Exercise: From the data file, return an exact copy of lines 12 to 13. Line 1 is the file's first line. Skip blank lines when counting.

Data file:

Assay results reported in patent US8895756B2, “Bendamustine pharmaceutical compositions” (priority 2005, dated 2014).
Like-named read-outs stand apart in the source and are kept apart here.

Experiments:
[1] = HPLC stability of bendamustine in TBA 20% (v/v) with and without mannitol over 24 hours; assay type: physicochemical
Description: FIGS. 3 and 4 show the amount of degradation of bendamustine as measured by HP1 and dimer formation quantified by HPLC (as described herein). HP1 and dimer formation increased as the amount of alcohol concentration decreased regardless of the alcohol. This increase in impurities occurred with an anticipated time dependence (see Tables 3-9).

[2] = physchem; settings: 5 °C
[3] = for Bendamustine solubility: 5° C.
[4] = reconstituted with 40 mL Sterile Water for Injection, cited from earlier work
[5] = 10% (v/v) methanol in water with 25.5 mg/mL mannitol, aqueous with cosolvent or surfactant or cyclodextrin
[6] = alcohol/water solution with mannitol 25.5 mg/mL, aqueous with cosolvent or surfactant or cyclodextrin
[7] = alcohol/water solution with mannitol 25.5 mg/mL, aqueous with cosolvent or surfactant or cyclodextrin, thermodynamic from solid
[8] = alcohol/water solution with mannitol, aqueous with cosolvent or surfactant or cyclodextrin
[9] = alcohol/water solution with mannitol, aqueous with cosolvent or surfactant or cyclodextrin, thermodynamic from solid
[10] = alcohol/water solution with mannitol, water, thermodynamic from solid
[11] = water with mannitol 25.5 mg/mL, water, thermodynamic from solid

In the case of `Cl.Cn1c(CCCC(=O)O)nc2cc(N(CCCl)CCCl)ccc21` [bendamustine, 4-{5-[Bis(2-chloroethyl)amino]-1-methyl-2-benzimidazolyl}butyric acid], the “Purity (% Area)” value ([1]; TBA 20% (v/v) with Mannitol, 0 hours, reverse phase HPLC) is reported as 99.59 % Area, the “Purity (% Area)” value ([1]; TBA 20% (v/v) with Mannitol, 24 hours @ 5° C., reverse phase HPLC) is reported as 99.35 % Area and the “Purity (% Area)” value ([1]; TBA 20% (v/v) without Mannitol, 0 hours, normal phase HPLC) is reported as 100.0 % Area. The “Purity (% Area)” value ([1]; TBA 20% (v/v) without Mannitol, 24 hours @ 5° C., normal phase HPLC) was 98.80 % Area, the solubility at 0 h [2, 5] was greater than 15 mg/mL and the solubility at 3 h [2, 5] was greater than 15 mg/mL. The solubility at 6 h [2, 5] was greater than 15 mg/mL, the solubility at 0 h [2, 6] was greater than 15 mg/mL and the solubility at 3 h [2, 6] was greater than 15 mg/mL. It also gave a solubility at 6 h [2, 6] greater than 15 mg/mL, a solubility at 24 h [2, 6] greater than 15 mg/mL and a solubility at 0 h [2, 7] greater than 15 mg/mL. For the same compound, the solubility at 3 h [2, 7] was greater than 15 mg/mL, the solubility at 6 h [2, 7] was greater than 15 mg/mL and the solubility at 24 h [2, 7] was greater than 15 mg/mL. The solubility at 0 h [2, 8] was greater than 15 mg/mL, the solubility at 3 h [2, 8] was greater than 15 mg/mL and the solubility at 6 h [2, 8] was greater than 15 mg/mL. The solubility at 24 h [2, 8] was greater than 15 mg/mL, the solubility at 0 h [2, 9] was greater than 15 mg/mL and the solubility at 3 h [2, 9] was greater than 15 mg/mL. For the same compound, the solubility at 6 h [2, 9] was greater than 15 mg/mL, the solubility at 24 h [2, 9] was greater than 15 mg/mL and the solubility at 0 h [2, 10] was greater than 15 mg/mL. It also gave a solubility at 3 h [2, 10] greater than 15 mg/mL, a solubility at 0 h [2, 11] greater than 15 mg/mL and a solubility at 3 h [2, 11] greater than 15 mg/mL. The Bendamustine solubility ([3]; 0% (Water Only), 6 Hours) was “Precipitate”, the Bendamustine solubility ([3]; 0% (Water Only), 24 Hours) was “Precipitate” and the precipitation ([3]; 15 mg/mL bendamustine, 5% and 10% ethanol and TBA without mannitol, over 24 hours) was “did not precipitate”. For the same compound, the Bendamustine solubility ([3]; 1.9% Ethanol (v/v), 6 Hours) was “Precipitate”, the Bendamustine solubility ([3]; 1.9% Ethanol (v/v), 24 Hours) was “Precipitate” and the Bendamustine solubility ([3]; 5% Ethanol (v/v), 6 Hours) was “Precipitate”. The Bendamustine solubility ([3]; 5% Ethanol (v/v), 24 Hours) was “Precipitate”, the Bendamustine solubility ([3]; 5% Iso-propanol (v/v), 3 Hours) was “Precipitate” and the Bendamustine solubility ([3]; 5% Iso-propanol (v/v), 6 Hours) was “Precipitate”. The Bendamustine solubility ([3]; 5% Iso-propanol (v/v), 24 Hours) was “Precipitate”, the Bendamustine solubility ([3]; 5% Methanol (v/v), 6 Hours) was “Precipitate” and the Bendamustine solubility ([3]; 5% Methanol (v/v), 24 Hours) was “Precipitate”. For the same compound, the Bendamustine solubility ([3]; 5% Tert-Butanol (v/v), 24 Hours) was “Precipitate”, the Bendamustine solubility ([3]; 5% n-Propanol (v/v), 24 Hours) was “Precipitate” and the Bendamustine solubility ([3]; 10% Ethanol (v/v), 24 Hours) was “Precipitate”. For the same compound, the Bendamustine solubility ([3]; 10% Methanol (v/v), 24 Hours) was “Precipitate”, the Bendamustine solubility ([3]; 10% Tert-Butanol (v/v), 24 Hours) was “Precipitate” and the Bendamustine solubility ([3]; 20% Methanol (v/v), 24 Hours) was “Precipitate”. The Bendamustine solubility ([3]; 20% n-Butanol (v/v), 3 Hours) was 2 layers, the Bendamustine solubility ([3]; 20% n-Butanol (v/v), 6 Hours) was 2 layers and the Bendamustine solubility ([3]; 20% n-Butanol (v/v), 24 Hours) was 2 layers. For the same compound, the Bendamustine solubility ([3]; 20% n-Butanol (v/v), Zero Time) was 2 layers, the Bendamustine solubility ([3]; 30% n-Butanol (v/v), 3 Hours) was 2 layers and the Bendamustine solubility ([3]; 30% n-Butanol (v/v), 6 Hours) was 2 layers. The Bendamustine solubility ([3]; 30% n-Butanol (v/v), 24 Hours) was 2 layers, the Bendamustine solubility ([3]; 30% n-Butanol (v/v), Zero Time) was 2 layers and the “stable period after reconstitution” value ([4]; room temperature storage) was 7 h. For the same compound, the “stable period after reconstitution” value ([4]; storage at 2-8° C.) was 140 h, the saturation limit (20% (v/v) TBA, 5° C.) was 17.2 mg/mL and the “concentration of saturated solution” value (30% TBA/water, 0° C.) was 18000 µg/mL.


[8] = alcohol/water solution with mannitol, aqueous with cosolvent or surfactant or cyclodextrin
[9] = alcohol/water solution with mannitol, aqueous with cosolvent or surfactant or cyclodextrin, thermodynamic from solid